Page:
A double stabbing with no suspect.
A home explosion that left one person dead.
An Oxycontin-dealing mailman.
These were some of my reporting subjects as I raced around Massachusetts in my Volkswagen Beetle after college as an intern for The Boston Globe, with notebook in hand and a pair of grungy sneakers on my feet (because let's be serious, you can’t walk around a crime scene in heels).
After leaving the internship in September, I interned for six months as a data reporter with ProPublica, a leading investigative reporting nonprofit in New York. I traded the notebook and Beetle for federal databases and records requests, and my understanding of what reporting can look like completely changed. Now, in my new job at The Bay Citizen, I spend my days analyzing complex government data, filling in the missing pieces or waiting for alarm bells to go off in my head to let me know I’m onto something.
Some people don’t get it. Why give up full-time street reporting for data work? But anyone interested in CAR, or computer-assisted reporting, will tell you that data mining is reporting. My sources just require a different kind of coaxing to get information out of them. Instead of schmoozing and interrogating, I design queries and hit “run.” Without CAR, you can’t track worker deaths in the oil industry or see how the unemployment rate affects political races or check out how many bike accidents happen on your street. It’s that quantitative answer that helps ground a story in the kind of fact you can’t get from a quote. And it has required some of the most fascinating reporting I’ve ever done.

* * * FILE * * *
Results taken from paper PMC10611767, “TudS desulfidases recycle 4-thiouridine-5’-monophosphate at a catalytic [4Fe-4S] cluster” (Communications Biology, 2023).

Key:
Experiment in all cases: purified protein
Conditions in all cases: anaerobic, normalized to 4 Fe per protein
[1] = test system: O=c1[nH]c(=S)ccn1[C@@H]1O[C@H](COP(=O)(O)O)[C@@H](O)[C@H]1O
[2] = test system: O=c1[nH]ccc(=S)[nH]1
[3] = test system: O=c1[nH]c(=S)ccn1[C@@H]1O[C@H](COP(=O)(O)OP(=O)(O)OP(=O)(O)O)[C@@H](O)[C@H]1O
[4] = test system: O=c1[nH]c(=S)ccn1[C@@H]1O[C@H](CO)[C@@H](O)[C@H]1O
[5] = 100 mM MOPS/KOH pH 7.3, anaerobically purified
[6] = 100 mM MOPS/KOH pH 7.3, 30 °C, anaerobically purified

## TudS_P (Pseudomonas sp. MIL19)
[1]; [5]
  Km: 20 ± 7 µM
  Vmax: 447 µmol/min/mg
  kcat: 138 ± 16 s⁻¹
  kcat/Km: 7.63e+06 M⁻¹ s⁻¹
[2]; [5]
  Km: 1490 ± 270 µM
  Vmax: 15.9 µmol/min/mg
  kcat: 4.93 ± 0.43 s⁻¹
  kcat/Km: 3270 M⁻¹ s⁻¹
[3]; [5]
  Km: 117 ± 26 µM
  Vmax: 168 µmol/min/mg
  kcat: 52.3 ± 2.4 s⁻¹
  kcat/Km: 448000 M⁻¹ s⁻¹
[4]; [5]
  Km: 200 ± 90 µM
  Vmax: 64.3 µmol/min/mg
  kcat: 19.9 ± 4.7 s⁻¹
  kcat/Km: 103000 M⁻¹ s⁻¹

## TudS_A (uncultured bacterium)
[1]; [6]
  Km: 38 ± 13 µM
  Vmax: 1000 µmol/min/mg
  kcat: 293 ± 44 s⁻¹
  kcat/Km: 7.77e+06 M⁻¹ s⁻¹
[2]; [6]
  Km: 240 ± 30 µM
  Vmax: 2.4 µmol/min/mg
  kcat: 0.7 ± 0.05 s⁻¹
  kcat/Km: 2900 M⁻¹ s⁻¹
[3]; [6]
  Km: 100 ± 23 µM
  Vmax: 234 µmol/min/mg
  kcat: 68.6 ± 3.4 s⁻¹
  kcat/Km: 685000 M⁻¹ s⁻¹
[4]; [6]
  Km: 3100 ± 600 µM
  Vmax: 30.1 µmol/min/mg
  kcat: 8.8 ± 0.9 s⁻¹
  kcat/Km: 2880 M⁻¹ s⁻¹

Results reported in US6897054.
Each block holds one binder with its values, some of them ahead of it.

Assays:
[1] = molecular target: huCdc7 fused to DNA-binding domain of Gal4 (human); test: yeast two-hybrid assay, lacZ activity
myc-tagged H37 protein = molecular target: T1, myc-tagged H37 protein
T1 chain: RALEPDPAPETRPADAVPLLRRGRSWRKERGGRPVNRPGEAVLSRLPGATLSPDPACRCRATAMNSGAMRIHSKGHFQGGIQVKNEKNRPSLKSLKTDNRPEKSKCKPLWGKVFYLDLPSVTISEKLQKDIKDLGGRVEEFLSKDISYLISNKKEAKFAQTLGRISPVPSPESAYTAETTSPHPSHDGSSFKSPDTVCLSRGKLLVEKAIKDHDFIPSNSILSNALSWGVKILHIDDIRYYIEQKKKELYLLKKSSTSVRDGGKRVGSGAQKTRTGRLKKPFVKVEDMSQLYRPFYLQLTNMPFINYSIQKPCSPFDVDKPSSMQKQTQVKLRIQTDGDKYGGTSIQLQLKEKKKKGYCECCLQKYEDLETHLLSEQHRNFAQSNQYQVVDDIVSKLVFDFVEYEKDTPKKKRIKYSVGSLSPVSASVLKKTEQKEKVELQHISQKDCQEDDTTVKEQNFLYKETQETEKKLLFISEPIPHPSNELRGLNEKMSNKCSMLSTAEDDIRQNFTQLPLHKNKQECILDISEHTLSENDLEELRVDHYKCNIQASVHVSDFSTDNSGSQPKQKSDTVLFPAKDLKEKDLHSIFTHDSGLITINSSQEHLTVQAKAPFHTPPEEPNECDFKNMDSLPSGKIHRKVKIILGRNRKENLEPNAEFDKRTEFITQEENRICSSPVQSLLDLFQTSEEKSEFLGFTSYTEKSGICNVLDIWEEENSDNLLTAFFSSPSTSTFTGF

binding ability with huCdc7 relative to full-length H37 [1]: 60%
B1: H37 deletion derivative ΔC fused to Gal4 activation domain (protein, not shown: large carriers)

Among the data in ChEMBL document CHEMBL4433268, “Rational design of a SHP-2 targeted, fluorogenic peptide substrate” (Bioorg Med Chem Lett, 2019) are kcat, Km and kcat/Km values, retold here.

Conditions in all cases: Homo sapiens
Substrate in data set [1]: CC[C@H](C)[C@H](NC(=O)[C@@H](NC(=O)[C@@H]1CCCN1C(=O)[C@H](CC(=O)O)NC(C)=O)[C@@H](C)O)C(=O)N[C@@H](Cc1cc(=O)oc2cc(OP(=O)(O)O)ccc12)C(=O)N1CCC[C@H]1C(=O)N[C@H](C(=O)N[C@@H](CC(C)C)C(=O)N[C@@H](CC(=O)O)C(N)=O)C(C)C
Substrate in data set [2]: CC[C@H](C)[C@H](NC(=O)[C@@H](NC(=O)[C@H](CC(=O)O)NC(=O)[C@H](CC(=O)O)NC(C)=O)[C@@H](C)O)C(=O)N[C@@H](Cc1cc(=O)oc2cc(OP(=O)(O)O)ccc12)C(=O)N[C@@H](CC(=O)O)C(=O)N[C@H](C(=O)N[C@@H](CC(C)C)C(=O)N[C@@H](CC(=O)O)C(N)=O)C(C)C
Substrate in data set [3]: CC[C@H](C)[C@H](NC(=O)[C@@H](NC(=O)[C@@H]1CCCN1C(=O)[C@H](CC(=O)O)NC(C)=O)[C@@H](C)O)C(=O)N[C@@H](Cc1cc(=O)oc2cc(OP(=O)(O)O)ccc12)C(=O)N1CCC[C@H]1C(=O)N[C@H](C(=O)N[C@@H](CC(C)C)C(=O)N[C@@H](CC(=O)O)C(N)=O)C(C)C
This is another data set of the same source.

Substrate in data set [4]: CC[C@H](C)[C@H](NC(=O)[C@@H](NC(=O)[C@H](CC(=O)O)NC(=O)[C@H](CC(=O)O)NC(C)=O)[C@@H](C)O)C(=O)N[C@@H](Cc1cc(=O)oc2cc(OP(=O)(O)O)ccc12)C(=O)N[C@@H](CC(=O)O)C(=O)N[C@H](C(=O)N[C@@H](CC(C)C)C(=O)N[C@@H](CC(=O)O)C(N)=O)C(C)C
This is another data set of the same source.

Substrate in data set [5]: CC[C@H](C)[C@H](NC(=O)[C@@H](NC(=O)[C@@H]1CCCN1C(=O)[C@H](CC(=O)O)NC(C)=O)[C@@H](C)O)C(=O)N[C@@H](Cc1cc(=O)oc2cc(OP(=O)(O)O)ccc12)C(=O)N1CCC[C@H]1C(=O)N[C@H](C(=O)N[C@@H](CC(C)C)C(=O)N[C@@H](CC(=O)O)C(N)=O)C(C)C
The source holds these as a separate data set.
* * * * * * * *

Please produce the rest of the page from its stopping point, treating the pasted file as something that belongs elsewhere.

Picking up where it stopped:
Don’t get me wrong, people drive data stories. Without them, who cares about some number? But weaving data findings with people’s lived experiences can produce doubly powerful stories. Data-driven reporting is especially useful for promoting change: It’s tough to deny there’s a problem when the numbers are staring you in the face.
There is a catch, however: Without serious government transparency, I can’t do my job. I can’t analyze a database if the government won’t hand it over. Without transparency, the public can’t hold government accountable for its actions, because those very actions — and the databases I like so much — are hidden from our sight.
I’m interested in evaluating the transparency of California and Bay Area governments. Having just moved here from the East Coast, I’ll be familiarizing myself with the open-records landscape and sharing it with Sandbox readers as I go.